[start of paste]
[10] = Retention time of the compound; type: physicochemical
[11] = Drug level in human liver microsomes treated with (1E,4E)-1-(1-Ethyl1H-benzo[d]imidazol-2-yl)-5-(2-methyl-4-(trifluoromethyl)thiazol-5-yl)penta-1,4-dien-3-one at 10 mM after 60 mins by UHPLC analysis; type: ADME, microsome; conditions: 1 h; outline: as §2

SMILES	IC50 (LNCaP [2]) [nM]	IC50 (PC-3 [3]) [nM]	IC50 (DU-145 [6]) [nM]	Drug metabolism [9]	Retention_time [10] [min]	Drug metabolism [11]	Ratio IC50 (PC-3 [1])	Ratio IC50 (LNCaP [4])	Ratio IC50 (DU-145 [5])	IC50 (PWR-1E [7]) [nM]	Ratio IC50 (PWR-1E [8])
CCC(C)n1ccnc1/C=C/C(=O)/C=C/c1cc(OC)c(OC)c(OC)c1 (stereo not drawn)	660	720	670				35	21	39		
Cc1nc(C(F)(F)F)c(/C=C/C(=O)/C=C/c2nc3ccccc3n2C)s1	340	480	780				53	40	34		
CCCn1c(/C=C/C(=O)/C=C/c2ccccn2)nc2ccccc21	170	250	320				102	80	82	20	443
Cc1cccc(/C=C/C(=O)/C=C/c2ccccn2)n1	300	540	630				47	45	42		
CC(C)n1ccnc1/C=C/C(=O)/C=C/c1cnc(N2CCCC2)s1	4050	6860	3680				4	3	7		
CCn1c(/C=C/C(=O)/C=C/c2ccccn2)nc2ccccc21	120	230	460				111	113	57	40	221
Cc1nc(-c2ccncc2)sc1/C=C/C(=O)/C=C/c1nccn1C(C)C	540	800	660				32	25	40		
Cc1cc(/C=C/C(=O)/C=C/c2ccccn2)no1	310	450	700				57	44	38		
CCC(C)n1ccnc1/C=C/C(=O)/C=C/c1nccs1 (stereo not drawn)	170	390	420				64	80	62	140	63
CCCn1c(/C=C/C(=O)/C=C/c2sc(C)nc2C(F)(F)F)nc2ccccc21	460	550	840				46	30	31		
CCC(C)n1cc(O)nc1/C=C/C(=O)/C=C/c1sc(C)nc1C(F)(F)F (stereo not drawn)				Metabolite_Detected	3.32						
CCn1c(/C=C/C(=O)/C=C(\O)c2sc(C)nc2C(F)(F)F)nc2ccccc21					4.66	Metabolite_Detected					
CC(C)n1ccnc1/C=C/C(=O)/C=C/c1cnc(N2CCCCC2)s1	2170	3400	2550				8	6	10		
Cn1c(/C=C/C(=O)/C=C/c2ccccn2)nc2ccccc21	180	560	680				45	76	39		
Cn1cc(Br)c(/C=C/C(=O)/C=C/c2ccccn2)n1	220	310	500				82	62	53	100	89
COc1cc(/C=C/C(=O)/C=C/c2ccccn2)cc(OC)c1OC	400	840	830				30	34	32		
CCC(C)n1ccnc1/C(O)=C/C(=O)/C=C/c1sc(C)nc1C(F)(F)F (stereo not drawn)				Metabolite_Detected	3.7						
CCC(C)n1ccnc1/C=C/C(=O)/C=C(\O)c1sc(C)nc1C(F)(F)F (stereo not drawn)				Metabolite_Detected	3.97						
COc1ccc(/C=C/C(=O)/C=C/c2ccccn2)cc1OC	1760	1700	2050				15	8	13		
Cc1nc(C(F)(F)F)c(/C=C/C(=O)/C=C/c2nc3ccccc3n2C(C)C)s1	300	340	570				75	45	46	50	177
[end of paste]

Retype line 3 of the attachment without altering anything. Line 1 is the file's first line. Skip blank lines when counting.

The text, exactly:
SMILES	IC50 (LNCaP [2]) [nM]	IC50 (PC-3 [3]) [nM]	IC50 (DU-145 [6]) [nM]	Drug metabolism [9]	Retention_time [10] [min]	Drug metabolism [11]	Ratio IC50 (PC-3 [1])	Ratio IC50 (LNCaP [4])	Ratio IC50 (DU-145 [5])	IC50 (PWR-1E [7]) [nM]	Ratio IC50 (PWR-1E [8])